• in state schools only to the polemic activity of some isolated and fanatic Muslim activist. The question is much more complex, dealing with the strong influence that the Catholic hierarchies have always used on the Italian institutions, and it cannot be forgotten that a case has been given to the Constitutional Court by the Venice Administrative Court starting from a complaint of an agnostic who wanted to see a cross removed from the walls of the school his child attends in Abano Terme (Padova). The expectations for a decision which has to take into consideration a very unclear legislation on the issue and a possible conflict between a majority feeling of affection for a religious and cultural symbol like the cross and the need to preserve the secular character of the state and the equality among citizens and residents irrespective of their religious beliefs are very high. It is very likely in my opinion that the Italian Constitutional Court will adopt a compromise. A very interesting seminar on this issue has been held in the Faculty of Law of the University of Ferrara on the 28 May 2004, with the title "La laicita crocifissa? Il nodo costituzi- onale dei simboli religiosi nei luoghi pubblici". Some of the papers and the related documents can be consulted at,giuridiche/index.phtml?id=32. 10 Samuel Huntington, The Clash of Civilizations and the Remake of a World Order (New York, 1996). 11 Oriana Fallaci, The Rage and the Pride (New York, 2002). After having made clear that I do not agree with the theories in these texts, I also want to underline that I find the condemnation by some courts of Fallaci's theories to be illiberal. Another example is the condemnation of actress Brigitte Bardot, who has been declared guilty of hate speech for what she has said about northern African immigrants in France in her biography. Freedom of expression should always be con- sidered as a fundamental value, with very restricted exceptions to it (for example, an apology for Nazism, clear racist statements and few other cases to be decided on their individual merit). Or maybe we want to follow the example of the "fat�rvah" that Salman Rushdie has to suffer? 12 Gilles Kepel, Allah in the West: Islamic Movements in America and Europe (Stanford, 1997). 13 The issue of the constitutional recognition of cultural diversity is very deeply analyzed (though not very much regarding the religious aspect) by James Tully, Strange Multiplicity Constitutional- ism in an Age of Diversity (Cambridge, 1995, reprinted 2002). 14 It is not only the case with Muslims; every religion has rules that, if strictly interpreted, are against some secular provisions.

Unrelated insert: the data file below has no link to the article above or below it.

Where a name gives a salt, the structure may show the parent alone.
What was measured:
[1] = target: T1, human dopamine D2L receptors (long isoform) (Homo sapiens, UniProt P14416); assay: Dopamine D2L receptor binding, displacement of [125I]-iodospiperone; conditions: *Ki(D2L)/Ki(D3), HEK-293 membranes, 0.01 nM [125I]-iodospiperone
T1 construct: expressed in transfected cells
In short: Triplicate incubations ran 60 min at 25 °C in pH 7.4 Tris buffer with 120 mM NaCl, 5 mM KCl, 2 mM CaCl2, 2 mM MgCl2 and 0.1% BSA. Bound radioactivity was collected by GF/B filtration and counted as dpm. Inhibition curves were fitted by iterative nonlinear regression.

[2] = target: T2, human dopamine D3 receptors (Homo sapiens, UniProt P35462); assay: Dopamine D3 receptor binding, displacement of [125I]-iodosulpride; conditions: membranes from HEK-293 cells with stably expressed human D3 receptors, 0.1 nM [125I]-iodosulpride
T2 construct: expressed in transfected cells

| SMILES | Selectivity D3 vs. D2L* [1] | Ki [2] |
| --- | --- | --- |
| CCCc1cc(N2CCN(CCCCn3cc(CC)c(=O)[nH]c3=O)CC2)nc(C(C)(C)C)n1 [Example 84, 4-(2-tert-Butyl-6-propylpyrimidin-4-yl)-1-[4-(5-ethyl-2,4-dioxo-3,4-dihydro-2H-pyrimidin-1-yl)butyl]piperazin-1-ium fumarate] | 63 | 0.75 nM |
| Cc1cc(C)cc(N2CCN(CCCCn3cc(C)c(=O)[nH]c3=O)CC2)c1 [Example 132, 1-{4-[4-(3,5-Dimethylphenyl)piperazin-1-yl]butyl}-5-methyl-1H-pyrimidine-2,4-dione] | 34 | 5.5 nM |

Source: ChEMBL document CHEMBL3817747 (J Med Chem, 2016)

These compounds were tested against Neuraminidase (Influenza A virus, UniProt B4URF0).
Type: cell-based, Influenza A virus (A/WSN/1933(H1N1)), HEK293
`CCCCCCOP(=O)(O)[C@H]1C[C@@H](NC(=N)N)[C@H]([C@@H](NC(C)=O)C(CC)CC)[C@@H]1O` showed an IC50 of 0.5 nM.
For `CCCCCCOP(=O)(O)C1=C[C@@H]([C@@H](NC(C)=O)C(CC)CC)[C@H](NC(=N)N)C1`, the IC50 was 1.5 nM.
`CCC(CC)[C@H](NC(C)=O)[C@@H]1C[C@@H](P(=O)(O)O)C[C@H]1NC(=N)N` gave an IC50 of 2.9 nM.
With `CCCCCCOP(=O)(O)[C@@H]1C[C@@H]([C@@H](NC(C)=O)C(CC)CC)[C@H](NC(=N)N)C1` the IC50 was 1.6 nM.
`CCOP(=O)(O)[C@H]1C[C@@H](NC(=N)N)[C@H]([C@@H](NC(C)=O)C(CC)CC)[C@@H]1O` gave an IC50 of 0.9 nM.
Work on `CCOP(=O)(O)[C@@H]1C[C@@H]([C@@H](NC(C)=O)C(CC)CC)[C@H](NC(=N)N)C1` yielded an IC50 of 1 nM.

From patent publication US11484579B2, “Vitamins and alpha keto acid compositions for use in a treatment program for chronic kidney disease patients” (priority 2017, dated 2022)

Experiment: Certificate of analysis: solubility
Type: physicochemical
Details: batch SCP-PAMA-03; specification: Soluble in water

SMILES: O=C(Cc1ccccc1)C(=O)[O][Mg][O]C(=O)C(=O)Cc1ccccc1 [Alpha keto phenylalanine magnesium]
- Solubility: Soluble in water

• 15 Stefano Ceccanti, Una liberta comparata. Liberia religiosa, fondamentalismi e societi multietniche (Bologna, 2001), 75. 16 Yves Carlier and Michel Vermilghen (eds.), Le Statut personnel des musulmans: Droit compare et droit internationalprivi� (Bruxelles, 1992). 17 Raymond Carre de Malberg, La loi, expression de la volonté générale (Paris, 1931).

  • 18 On the debate in that historical period see Francs Gaspard and Farhad Khosrokhavar, Les foulards et la Republique (Paris, 1995). 19 Giovanni Poggeschi, "Il velo islamico: un problema di una societa multietnica", 2 Quaderni costi- tuxionali (1995), 287-302.

  • 20 Comments on PetitesAffiches, n. 53,1996. 21 See at

  • 22 Both can be consulted at 11.0736/view. 23 See at 24.3305.

  • 24 Many books and articles have been issued in France during the parliamentary discussion of the law. I quote two books with totally different positions: Cahhdortt Djavann, Bas les voiles! (Paris, 2003); Alma et Lila Levy, Des filles comme les autres. llu-dela du foulard (Paris, 2004).

  • 25 A passionate and bright defence of the principle of laicite which is questioned by the vague notion of open secularity' is in Henri Pena-Ruiz, Qu'est-ce gue la laicize2 ...,128 et seq.